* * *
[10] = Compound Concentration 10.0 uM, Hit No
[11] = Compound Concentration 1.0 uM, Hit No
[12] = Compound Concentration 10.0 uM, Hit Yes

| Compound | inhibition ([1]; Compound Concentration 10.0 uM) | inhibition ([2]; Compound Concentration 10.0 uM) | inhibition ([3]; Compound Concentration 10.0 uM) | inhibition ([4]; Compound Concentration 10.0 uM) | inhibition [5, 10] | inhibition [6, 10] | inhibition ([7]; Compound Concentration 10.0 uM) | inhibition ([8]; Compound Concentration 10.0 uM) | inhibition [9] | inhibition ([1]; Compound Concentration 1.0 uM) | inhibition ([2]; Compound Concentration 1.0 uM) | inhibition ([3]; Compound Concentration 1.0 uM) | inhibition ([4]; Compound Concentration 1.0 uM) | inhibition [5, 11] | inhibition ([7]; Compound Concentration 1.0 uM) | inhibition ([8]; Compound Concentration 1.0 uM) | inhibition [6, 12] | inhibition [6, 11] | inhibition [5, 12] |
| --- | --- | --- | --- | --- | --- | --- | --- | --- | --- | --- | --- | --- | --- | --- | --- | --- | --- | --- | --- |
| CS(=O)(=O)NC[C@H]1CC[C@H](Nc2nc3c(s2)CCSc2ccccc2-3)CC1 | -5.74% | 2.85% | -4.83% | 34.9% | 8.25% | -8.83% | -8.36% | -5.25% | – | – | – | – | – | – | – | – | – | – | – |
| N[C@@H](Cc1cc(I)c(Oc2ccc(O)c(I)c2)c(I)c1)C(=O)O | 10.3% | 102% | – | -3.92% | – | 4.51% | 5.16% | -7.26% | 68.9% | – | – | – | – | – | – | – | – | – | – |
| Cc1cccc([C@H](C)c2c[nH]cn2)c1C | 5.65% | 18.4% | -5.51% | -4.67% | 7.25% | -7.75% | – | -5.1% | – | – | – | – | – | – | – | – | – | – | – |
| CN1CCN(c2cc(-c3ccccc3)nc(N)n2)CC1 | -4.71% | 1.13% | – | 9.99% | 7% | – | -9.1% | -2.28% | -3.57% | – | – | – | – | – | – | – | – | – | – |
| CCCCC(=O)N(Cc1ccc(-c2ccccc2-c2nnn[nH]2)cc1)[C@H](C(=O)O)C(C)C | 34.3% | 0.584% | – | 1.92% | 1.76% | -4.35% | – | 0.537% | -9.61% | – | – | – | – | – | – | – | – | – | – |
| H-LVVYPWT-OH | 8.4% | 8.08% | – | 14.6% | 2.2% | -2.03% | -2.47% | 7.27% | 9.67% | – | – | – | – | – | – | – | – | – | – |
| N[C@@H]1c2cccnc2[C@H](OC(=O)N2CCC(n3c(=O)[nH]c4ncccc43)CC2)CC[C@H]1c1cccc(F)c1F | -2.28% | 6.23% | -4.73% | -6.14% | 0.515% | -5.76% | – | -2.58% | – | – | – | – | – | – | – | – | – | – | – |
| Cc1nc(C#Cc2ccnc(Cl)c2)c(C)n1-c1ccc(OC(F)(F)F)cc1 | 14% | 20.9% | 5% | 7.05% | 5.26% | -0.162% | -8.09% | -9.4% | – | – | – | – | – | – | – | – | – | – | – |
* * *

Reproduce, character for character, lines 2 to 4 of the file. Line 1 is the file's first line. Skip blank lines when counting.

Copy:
[11] = Compound Concentration 1.0 uM, Hit No
[12] = Compound Concentration 10.0 uM, Hit Yes

| Compound | inhibition ([1]; Compound Concentration 10.0 uM) | inhibition ([2]; Compound Concentration 10.0 uM) | inhibition ([3]; Compound Concentration 10.0 uM) | inhibition ([4]; Compound Concentration 10.0 uM) | inhibition [5, 10] | inhibition [6, 10] | inhibition ([7]; Compound Concentration 10.0 uM) | inhibition ([8]; Compound Concentration 10.0 uM) | inhibition [9] | inhibition ([1]; Compound Concentration 1.0 uM) | inhibition ([2]; Compound Concentration 1.0 uM) | inhibition ([3]; Compound Concentration 1.0 uM) | inhibition ([4]; Compound Concentration 1.0 uM) | inhibition [5, 11] | inhibition ([7]; Compound Concentration 1.0 uM) | inhibition ([8]; Compound Concentration 1.0 uM) | inhibition [6, 12] | inhibition [6, 11] | inhibition [5, 12] |